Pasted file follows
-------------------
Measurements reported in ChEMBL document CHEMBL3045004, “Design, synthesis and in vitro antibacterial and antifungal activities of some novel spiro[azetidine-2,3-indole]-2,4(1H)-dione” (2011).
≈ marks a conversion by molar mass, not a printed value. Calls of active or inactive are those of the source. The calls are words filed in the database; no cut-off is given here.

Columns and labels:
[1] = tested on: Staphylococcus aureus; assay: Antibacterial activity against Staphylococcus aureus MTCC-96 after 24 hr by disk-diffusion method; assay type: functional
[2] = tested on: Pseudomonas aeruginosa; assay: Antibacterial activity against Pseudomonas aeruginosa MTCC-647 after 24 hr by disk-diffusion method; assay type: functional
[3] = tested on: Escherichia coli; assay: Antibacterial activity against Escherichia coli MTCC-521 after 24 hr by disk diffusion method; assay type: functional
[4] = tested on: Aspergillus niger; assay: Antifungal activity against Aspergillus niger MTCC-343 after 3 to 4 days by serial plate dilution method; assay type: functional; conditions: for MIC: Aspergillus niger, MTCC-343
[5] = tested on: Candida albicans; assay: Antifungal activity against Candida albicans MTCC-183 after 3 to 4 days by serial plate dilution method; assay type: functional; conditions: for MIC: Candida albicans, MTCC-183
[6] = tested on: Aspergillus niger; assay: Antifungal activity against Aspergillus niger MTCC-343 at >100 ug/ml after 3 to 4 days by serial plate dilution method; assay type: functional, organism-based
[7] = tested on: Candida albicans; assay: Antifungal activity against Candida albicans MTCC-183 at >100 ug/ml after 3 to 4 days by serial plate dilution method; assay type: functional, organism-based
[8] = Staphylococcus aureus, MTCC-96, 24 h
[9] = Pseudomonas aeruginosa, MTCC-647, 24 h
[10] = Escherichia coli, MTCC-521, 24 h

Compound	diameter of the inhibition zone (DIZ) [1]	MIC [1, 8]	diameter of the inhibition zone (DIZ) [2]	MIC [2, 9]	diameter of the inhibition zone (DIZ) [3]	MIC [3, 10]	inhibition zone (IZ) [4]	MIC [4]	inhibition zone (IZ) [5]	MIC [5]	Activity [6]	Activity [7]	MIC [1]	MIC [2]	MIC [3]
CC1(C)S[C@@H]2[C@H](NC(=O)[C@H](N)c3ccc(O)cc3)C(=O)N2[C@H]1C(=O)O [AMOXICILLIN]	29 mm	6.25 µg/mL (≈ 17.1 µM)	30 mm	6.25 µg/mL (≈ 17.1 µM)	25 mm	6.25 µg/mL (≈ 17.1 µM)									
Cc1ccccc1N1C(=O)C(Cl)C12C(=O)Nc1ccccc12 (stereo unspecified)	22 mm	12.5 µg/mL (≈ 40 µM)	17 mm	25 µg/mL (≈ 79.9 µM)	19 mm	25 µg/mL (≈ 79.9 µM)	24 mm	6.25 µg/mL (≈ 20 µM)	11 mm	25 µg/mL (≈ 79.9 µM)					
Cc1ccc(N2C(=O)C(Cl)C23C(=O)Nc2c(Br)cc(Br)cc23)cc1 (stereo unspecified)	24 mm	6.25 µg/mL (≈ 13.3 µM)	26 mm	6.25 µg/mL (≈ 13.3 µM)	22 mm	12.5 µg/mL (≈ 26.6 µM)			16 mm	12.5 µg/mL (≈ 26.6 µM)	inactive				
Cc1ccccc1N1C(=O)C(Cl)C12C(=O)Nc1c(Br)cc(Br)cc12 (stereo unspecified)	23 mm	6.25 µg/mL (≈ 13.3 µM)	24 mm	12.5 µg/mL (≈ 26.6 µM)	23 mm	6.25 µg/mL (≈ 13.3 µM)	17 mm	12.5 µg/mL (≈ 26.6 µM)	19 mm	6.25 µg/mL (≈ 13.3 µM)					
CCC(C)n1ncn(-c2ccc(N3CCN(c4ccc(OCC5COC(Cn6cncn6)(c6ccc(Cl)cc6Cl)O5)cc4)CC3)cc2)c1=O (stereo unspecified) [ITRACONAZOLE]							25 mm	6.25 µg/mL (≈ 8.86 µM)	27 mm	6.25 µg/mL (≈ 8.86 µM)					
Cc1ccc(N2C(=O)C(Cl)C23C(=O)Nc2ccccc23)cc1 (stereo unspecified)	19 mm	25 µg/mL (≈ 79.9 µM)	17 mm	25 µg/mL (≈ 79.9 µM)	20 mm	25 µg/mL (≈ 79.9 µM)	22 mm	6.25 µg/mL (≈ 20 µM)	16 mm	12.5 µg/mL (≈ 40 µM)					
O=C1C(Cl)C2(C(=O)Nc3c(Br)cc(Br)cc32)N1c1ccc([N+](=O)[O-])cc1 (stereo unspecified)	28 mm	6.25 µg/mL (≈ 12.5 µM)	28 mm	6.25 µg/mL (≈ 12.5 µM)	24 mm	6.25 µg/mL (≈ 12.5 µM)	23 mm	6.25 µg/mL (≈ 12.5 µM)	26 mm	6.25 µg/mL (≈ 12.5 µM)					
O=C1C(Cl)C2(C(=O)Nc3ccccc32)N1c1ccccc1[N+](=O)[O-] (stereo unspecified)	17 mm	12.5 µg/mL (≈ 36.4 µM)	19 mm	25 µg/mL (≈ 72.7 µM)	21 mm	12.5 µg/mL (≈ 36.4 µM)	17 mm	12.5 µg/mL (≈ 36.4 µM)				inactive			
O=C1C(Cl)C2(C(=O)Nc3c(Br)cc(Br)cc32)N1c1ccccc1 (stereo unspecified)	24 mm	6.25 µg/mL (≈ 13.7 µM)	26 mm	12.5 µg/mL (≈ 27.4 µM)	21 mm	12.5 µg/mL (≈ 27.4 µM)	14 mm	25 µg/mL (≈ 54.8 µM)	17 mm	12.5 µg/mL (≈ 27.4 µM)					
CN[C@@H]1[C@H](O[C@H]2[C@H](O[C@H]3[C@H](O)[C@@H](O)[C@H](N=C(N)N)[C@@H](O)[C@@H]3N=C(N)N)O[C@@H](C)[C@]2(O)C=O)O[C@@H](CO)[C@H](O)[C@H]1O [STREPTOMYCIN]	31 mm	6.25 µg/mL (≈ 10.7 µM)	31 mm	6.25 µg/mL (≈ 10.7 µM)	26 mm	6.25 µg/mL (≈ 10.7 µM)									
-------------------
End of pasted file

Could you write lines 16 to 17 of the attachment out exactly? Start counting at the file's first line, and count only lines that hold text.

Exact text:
Cc1ccccc1N1C(=O)C(Cl)C12C(=O)Nc1ccccc12 (stereo unspecified)	22 mm	12.5 µg/mL (≈ 40 µM)	17 mm	25 µg/mL (≈ 79.9 µM)	19 mm	25 µg/mL (≈ 79.9 µM)	24 mm	6.25 µg/mL (≈ 20 µM)	11 mm	25 µg/mL (≈ 79.9 µM)					
Cc1ccc(N2C(=O)C(Cl)C23C(=O)Nc2c(Br)cc(Br)cc23)cc1 (stereo unspecified)	24 mm	6.25 µg/mL (≈ 13.3 µM)	26 mm	6.25 µg/mL (≈ 13.3 µM)	22 mm	12.5 µg/mL (≈ 26.6 µM)			16 mm	12.5 µg/mL (≈ 26.6 µM)	inactive				